Jobseekers Suffer From 'Achievement Amnesia'

Apparently, something called 'achievement amnesia' is blighting jobseekers' chances of getting an interview.

Research by iProfile has found a mis-match between what employers look for on a CV and what job applicants deliver.

Employers consider work-based achievements essential to a good CV. But job applicants spend more time tinkering with the design than working on the content.

They often dash off their CVs in less than two hours and, in their haste, struggle to recollect significant achievements or learning experiences over six months' old.

iProfile interviewed 200 employers, of whom 73 per cent claimed they'd rejected job applicants because they'd failed to highlight workplace achievements.

They also claimed that applicants who sell themselves convincingly are in a position to ask for higher starting salaries -- 51 per cent of employers said a strong seller could ask for five per cent more.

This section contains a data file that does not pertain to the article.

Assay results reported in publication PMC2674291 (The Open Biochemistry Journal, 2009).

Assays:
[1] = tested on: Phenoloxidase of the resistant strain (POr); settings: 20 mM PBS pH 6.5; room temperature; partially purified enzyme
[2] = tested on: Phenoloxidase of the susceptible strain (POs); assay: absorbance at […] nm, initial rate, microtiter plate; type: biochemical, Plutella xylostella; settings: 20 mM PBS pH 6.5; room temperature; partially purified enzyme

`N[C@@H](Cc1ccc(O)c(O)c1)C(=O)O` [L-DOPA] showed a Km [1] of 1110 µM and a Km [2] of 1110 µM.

Start keeping a record of career milestones, suggests iProfile (not surprisingly), using new online sites that allow you to update information continuously.

iProfile has a vested interest in changing the way we compile CVs, but it asks a valid question -- is the old-fashioned job resume dead?

Is there a better alternative?